Saturday, Bill and I hit the water for the Stokes County Mental Health Association Bass Fishing Tournament. The event drew about 70 boats from across North Carolina and Virginia. We were enticed by the fairly high purse and our growing knowledge of Belews Lake - where the tournament is annually held. The story goes like this....
We started honing in on the lake early, practicing about 3 weeks in advance. Since Belews is a power plant lake, fish have been in pre-spawn mode for some time. However, they also spawn for a much longer period of time than normal lakes and sure enough, we found fish on beds in mid-February. However, they were not bigger females, so targeting bedders was not part of our plan.
Our first day out, we filled out a nice 8 fish limit including a few fish around 3 lbs. We felt good about our pattern, especially because that practice day was a Saturday and there were 3 tournaments on the lake that day, so it kind of mimicked an actual tournament in terms of boat traffic, commonly fished areas, etc.
The next weekend, Bill found a couple other strong patterns, including a good jerkbait bite. He was getting quantity and decent quality from that bite, so when we went for our final practice day early last week, we started with jerkbaits. Sure enough, the bite was there and we had 8 keepers within 3 hours. We also caught fish flipping wood, throwing a shakey head on deep transition banks, and on topwater in the morning. Based on all of our practice, we had plans A through C. These plans also considered the predicted weather and wind patterns. Then tournament day came....
Tournament day arrived and everything looked perfect....except the weather was going to throw us for a major loop. The forecasted wind of 10-15 MPH was non-existent and the fish just weren't active in our areas early. We waited, seeing fish on the graph, but the wind still did not come. We tried going shallow to wait it out and Bill hooked a solid keeper on his first flip of the day to get us on the board. Next I caught one a shakey head in a creek channel and things were looking up a bit. But by 11 AM there was still almost no wind and we knew that was a killer for our areas. We headed for the back of a creek with a beaver dam and started throwing plastics at the dam and on points. I hooked a small keeper on a point followed by a short fish in the channel. Then, suddenly, the wind picked up. We ran back to our main area. And in that 5 minute run, the wind had again died. We waited, hoping the gust was a sign of things to come, but the wind was not our friend. It did start to blow, slowly, swirling out of the northwest...the one direction it did not hit our two main areas. It had been predicted from the west and southwest nearly all week.
So, we strategized and ran to one of our favorite areas on the lake. 30 minutes and zero bites later, we moved again. At our next stop, Bill quickly caught a keeper on a Carolina-rig before another boat roared in and cut us off. A little frustrated, we headed to another area and I hooked into a solid keeper on a shakey head.
About this time, the sun started to come out and we hoped it would draw even more fish shallow. We headed back to our main areas to work on the suspended fish we were marking. I started chucking my A-rig and got a bite, but not a hook-up. I have heard all sorts of things about the A-rig and my conclusion is that I like it. It actually was less of a mess than I expected. I threw it on my Carolina Custom Rods A-rig/swimbait rod with a Abu Garcia Revo Toro. The only downside is that you really have to use braid...and I hate braid. Anyway, we had another fish slash at a jerkbait and that was about it. That seemed to be the theme for the day as it just didn't get windy enough for the fish to commit to the jerkbait - they either followed or slashed.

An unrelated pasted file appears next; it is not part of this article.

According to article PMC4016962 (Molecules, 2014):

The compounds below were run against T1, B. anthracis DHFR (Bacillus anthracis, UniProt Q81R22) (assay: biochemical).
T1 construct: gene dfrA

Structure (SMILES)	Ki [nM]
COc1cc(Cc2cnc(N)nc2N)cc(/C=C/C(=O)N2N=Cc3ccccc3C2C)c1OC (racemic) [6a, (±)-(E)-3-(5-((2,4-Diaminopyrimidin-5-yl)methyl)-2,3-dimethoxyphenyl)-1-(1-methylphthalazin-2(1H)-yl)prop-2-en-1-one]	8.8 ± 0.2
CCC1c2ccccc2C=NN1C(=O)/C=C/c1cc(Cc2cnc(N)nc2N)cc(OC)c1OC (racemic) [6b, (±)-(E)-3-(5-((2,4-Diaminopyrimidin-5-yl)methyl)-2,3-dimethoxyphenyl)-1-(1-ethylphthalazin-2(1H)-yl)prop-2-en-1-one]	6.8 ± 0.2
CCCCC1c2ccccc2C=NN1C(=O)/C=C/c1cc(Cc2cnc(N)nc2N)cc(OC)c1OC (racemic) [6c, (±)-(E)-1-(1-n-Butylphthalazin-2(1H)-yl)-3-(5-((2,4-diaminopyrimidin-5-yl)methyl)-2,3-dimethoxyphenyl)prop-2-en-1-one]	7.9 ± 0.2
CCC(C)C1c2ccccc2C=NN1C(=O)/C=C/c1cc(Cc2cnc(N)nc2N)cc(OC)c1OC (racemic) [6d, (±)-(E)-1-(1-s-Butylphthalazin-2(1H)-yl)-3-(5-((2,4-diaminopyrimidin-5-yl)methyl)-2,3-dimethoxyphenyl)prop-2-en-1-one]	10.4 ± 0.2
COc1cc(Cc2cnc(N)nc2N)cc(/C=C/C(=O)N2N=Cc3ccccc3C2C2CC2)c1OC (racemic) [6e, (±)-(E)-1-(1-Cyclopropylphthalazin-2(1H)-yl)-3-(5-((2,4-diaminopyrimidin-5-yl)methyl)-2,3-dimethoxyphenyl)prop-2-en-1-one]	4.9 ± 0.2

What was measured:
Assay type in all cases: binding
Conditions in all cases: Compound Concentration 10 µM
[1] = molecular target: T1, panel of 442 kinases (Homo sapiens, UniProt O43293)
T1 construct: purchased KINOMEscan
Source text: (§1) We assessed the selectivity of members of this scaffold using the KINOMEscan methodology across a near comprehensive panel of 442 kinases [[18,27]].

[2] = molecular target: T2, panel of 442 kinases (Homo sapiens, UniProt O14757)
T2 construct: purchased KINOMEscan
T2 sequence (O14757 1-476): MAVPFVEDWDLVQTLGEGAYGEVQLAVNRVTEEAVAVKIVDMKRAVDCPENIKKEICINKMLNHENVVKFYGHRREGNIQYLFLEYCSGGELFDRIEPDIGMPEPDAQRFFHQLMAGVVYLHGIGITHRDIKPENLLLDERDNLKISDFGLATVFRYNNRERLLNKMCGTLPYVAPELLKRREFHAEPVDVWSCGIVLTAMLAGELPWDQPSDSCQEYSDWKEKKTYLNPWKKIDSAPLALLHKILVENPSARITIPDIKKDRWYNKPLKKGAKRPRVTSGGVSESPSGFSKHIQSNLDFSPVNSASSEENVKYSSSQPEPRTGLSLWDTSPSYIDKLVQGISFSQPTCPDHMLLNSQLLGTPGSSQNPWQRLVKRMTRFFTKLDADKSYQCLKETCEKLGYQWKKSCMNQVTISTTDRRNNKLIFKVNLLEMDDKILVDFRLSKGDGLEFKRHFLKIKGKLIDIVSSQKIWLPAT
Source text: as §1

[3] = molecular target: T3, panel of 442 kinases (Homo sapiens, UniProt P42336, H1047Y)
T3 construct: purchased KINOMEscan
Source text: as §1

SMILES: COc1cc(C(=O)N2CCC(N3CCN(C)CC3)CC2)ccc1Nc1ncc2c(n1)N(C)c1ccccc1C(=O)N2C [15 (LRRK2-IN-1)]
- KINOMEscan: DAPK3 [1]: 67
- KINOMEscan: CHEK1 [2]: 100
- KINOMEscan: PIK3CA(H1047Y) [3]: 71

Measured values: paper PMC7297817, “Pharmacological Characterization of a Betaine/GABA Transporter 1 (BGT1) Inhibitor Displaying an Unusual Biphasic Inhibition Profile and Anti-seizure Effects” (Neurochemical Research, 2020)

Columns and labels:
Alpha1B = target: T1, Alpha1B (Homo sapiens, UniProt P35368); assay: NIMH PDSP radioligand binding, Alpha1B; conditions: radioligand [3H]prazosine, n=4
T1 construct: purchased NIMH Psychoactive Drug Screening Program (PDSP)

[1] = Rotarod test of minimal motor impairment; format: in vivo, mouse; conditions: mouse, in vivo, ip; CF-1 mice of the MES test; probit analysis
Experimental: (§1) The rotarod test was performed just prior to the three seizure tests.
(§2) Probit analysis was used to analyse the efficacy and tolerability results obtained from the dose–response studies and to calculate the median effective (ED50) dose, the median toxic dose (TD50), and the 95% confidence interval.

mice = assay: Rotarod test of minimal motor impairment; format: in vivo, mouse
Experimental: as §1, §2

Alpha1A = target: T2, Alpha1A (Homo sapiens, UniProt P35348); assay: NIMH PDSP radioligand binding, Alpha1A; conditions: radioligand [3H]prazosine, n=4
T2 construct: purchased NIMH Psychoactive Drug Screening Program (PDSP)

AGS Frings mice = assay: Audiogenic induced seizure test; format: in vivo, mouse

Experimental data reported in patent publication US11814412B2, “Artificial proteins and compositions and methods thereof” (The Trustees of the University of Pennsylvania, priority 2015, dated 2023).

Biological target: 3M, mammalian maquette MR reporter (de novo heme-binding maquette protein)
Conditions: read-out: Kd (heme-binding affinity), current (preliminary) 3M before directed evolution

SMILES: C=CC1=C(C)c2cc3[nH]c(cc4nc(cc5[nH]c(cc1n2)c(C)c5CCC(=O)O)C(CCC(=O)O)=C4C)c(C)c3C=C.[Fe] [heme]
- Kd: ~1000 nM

Time was running out and things were looking bleak. But there was no last minute tournament magic for us this week. In fact, it got even worse. In the last hour and a half of the day, I lost a fish on a shakey head and what felt like a small fish on a Deep Creek Sink & Catch worm. Bill had a solid fish nail his jerkbait and break his line at the boat and had another hit the bait, but not get hooked. We ended the day with 5 keepers (out of 8) and about as many short fish. None of our fish were over 3 lbs and one squeaked to the 14 inch mark. It was frustrating, knowing that throughout the day we had missed out on at least 3 keepers that were all solid fish due to a mix of poor execution and bad luck.
At the dock, we felt a little better after hearing a lot of boats return with fewer fish than us, but there were some very nice bags caught as well. We ended up somewhere in the middle of the pack and knew that we should/could have done much better. It was rough for us, having good practice days only to have all of our plans fall apart on tourney day. Maybe our downfall was sticking to the plan too much. Maybe we were fishing too shallow. Maybe we should have slowed way down. Or maybe we should have just sat on those suspended fish and thrown everything in the box at them...I'm just not sure. However, you can probably bet that next year we will be out there again competing in this great event for a great cause. Everyone treated us great and we had a lot of fun.
Duke followed suite Saturday night - going 0 for the first 10 minutes shooting the ball and looking like a rec-league team on defense. I think it is time to go look for some white bass in a nearby creek to cure my crankiness. Until next time....Tight lines!